Martin Luther Haines 2d, 88, a former New Jersey Superior Court judge who championed the rights of the poor, minorities, women and children, died of heart failure Sunday at Virtua West Jersey Hospital in Marlton.

During his 12 years on the bench, Judge Haines, of Moorestown, published an extraordinary 164 decisions on topics ranging from civil rights to land use. He retired in 1990.

As a lawyer in 1966, he challenged the system of assigning lawyers to defend indigent clients without pay, which he said denied the poor a vigorous defense.

The state Supreme Court agreed with him, setting in motion legislation that created the state Office of the Public Defender.

In an oral history taped last year by the Burlington County Bar Association, Judge Haines advised young lawyers to "get into the whole civil rights business. . . . Lawyers can change the world, even just one lawyer."

Joseph Pinto, president of the county bar association, called Judge Haines "a fearless attorney and fearless judge."

"He challenged the powers that be with his impeccable logic on many occasions and didn't care who he stepped on," Pinto said.

Judge Haines wasn't reluctant to challenge tradition. In the 1980s, when it was customary for women to take their husbands' surnames, he ruled that children could bear either parent's last name.

Judge Haines was also a gifted administrator who served as Burlington County's assignment judge from 1981 to 1990.

"He set us out on a course of developing alternate means of disposing of cases," said retired Judge Harold B. Wells 3d. "He was a great believer in mediation, arbitration and voluntary agreements to settle cases."

He was instrumental in creating a child-custody mediation program and an early-settlement divorce program, and he allowed closed-circuit testimony from abused children.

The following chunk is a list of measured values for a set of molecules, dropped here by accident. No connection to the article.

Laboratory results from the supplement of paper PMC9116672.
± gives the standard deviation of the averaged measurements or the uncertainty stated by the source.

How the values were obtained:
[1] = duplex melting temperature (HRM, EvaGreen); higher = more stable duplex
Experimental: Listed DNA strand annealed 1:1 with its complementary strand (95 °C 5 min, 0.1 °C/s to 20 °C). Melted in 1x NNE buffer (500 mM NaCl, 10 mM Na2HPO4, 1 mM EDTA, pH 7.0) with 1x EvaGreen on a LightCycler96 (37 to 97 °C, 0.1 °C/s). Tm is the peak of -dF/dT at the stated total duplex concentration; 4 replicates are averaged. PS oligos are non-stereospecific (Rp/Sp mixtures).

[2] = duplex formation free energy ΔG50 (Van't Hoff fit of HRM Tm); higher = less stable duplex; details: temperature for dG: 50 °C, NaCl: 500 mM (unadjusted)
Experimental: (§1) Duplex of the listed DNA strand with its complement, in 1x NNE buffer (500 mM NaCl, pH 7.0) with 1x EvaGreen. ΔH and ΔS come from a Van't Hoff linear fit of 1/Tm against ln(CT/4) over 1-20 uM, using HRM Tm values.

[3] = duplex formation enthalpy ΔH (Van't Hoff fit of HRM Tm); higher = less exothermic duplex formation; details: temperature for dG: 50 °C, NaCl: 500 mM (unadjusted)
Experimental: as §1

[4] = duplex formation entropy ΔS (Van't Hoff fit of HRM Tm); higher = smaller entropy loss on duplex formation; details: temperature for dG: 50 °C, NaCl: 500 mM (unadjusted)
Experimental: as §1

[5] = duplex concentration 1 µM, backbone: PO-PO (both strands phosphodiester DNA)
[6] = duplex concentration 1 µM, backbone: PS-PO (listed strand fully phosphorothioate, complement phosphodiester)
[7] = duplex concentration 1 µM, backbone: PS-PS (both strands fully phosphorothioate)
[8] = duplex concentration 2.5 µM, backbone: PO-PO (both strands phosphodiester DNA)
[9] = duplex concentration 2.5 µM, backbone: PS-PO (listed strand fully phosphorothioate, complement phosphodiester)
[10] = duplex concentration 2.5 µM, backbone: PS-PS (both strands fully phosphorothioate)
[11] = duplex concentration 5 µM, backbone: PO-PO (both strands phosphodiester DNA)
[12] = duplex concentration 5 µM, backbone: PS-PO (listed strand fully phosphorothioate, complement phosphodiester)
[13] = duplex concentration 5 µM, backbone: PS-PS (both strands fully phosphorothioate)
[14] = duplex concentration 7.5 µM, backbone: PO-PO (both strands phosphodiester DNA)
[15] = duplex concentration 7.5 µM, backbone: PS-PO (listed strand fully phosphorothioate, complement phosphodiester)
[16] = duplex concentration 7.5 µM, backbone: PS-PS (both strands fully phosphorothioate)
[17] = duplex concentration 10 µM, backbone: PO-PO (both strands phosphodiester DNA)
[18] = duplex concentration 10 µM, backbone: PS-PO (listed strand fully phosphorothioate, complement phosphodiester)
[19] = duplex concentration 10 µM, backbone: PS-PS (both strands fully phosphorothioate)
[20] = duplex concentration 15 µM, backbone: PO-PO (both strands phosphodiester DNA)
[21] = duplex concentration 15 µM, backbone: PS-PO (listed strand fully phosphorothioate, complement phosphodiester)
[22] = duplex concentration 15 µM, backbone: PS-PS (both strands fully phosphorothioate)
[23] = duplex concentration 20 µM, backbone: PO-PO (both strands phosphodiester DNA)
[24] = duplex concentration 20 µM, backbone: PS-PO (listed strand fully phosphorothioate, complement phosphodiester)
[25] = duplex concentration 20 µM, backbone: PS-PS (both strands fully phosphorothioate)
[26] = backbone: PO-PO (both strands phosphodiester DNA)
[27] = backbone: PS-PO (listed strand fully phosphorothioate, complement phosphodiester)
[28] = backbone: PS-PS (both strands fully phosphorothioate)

Offered a promotion to the appellate division, he turned it down, saying that he had "too much fun as assignment judge," Wells recalled.

John A. Sweeney, the current assignment judge, praised Judge Haines' demeanor on the bench. "I never saw him lose his temper or his ability to control things that were going on in court," he said.

A native of Philadelphia, Judge Haines grew up in Vincentown and worked in his family's cranberry business as a boy. He graduated from Pemberton High School and followed his grandfather and father into a law career.

"He was a giant influence in my life," said his son, Martin "Guy" Haines 3d, who also became a lawyer. He was brilliant yet humble, his son said. "It was that quiet strength that inspired me the most," he said.

Judge Haines graduated from Lafayette College and the University of Pennsylvania Law School. His studies were interrupted by World War II. He became a Navy lieutenant and survived the sinking of two ships. The first was torpedoed during the invasion of Salerno, Italy, and three-fourths of the crew drowned. He was later on a destroyer that was hit by aerial bombs in the South Pacific.

Judge Haines earned his law degree after the war. He practiced law with his father and, later, with two partners in Mount Holly. He served as president of the County Bar Association and the New Jersey Bar Association.

After he retired, Judge Haines gave speeches and wrote commentary for newspapers including The Inquirer and the New York Times.

In his oral history, he said it was his duty as a former jurist to speak out against wrongs. "We have an obligation when we retire to expose what we know," he said.

Besides his son, Judge Haines is survived by his wife of 30 years, Berne; four stepchildren, Robin Potter, Barry Haines, Kim Thompson and Janice Mason; six grandchildren; and two great-grandchildren.

A memorial service will be held at 10:30 a.m. Friday at the Old Historic Courthouse, 120 High St., Mount Holly. Contributions in Judge Haines' honor may be made to South Jersey Legal Services Inc., 745 Market St., Camden, N.J. 08102.